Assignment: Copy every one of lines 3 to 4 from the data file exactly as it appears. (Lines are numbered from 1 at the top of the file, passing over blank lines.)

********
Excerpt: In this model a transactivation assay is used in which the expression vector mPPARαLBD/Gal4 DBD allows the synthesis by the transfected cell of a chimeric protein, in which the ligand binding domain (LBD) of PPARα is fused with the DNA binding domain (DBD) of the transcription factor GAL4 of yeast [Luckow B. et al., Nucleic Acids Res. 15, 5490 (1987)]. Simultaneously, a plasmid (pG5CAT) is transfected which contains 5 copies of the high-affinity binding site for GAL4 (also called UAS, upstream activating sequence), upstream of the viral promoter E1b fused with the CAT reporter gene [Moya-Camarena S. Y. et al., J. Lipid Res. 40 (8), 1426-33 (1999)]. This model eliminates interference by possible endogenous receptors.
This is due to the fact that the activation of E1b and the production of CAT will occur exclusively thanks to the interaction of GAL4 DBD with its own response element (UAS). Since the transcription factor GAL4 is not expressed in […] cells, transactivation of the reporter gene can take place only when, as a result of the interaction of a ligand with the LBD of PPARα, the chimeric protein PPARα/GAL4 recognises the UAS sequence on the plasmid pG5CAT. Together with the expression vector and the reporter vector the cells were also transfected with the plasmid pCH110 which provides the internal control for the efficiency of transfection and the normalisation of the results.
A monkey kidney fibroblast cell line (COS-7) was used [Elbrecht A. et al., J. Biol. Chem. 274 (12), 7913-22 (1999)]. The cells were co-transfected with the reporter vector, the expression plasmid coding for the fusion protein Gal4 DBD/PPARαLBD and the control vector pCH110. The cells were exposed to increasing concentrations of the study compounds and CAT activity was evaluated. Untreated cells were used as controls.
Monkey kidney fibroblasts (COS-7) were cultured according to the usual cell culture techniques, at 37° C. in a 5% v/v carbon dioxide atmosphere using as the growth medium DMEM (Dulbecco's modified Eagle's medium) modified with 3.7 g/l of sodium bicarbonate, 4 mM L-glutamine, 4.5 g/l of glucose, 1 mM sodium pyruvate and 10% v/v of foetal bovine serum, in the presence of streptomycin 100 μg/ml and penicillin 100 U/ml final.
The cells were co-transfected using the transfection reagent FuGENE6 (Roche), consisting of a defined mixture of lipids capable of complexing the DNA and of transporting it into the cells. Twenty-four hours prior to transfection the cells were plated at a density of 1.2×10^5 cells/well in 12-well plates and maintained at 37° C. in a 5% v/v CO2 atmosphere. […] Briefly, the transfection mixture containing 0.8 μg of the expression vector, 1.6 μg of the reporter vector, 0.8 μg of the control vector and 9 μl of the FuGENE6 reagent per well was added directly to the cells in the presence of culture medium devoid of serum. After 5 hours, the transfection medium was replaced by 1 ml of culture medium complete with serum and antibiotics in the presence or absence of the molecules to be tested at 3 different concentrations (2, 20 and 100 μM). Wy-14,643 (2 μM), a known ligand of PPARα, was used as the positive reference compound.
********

A monkey kidney fibroblast cell line (COS-7) was used [Elbrecht A. et al., J. Biol. Chem. 274 (12), 7913-22 (1999)]. The cells were co-transfected with the reporter vector, the expression plasmid coding for the fusion protein Gal4 DBD/PPARαLBD and the control vector pCH110. The cells were exposed to increasing concentrations of the study compounds and CAT activity was evaluated. Untreated cells were used as controls.
Monkey kidney fibroblasts (COS-7) were cultured according to the usual cell culture techniques, at 37° C. in a 5% v/v carbon dioxide atmosphere using as the growth medium DMEM (Dulbecco's modified Eagle's medium) modified with 3.7 g/l of sodium bicarbonate, 4 mM L-glutamine, 4.5 g/l of glucose, 1 mM sodium pyruvate and 10% v/v of foetal bovine serum, in the presence of streptomycin 100 μg/ml and penicillin 100 U/ml final.